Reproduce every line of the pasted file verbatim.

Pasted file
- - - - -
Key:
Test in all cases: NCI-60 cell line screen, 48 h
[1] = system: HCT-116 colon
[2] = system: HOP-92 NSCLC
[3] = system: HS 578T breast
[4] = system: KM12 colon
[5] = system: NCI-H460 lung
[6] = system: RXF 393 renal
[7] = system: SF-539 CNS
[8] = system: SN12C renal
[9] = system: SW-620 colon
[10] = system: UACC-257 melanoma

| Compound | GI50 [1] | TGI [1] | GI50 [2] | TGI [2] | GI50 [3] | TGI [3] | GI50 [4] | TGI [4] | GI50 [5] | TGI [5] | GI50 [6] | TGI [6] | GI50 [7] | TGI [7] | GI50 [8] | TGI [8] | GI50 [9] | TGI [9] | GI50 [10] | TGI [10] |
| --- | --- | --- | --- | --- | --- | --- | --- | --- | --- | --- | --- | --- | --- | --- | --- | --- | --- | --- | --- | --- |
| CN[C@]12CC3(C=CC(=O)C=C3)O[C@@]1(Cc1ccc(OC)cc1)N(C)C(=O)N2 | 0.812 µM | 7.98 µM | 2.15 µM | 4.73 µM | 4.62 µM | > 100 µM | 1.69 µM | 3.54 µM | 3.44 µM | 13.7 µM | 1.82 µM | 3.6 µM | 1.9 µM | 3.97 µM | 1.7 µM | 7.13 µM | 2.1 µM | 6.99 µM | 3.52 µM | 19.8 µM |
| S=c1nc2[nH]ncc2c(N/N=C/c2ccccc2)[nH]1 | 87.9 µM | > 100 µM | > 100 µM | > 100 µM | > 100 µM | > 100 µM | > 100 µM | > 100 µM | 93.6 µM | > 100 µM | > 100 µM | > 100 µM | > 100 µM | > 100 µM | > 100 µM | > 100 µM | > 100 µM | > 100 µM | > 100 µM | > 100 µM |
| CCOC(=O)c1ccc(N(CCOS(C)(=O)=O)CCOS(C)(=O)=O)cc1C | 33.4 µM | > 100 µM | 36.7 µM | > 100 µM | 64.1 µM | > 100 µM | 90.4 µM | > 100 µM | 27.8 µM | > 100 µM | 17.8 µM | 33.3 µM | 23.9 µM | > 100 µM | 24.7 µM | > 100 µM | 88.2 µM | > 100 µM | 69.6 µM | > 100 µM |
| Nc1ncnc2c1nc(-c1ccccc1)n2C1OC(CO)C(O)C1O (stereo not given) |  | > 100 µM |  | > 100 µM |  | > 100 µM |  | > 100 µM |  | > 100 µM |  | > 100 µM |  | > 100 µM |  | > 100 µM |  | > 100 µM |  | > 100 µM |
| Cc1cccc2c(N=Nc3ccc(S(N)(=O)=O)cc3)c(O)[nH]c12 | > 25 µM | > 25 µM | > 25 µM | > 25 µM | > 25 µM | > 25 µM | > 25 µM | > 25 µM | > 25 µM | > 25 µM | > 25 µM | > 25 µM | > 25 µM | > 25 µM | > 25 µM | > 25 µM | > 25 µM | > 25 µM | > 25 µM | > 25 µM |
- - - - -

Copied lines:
Key:
Test in all cases: NCI-60 cell line screen, 48 h
[1] = system: HCT-116 colon
[2] = system: HOP-92 NSCLC
[3] = system: HS 578T breast
[4] = system: KM12 colon
[5] = system: NCI-H460 lung
[6] = system: RXF 393 renal
[7] = system: SF-539 CNS
[8] = system: SN12C renal
[9] = system: SW-620 colon
[10] = system: UACC-257 melanoma

| Compound | GI50 [1] | TGI [1] | GI50 [2] | TGI [2] | GI50 [3] | TGI [3] | GI50 [4] | TGI [4] | GI50 [5] | TGI [5] | GI50 [6] | TGI [6] | GI50 [7] | TGI [7] | GI50 [8] | TGI [8] | GI50 [9] | TGI [9] | GI50 [10] | TGI [10] |
| --- | --- | --- | --- | --- | --- | --- | --- | --- | --- | --- | --- | --- | --- | --- | --- | --- | --- | --- | --- | --- |
| CN[C@]12CC3(C=CC(=O)C=C3)O[C@@]1(Cc1ccc(OC)cc1)N(C)C(=O)N2 | 0.812 µM | 7.98 µM | 2.15 µM | 4.73 µM | 4.62 µM | > 100 µM | 1.69 µM | 3.54 µM | 3.44 µM | 13.7 µM | 1.82 µM | 3.6 µM | 1.9 µM | 3.97 µM | 1.7 µM | 7.13 µM | 2.1 µM | 6.99 µM | 3.52 µM | 19.8 µM |
| S=c1nc2[nH]ncc2c(N/N=C/c2ccccc2)[nH]1 | 87.9 µM | > 100 µM | > 100 µM | > 100 µM | > 100 µM | > 100 µM | > 100 µM | > 100 µM | 93.6 µM | > 100 µM | > 100 µM | > 100 µM | > 100 µM | > 100 µM | > 100 µM | > 100 µM | > 100 µM | > 100 µM | > 100 µM | > 100 µM |
| CCOC(=O)c1ccc(N(CCOS(C)(=O)=O)CCOS(C)(=O)=O)cc1C | 33.4 µM | > 100 µM | 36.7 µM | > 100 µM | 64.1 µM | > 100 µM | 90.4 µM | > 100 µM | 27.8 µM | > 100 µM | 17.8 µM | 33.3 µM | 23.9 µM | > 100 µM | 24.7 µM | > 100 µM | 88.2 µM | > 100 µM | 69.6 µM | > 100 µM |
| Nc1ncnc2c1nc(-c1ccccc1)n2C1OC(CO)C(O)C1O (stereo not given) |  | > 100 µM |  | > 100 µM |  | > 100 µM |  | > 100 µM |  | > 100 µM |  | > 100 µM |  | > 100 µM |  | > 100 µM |  | > 100 µM |  | > 100 µM |
| Cc1cccc2c(N=Nc3ccc(S(N)(=O)=O)cc3)c(O)[nH]c12 | > 25 µM | > 25 µM | > 25 µM | > 25 µM | > 25 µM | > 25 µM | > 25 µM | > 25 µM | > 25 µM | > 25 µM | > 25 µM | > 25 µM | > 25 µM | > 25 µM | > 25 µM | > 25 µM | > 25 µM | > 25 µM | > 25 µM | > 25 µM |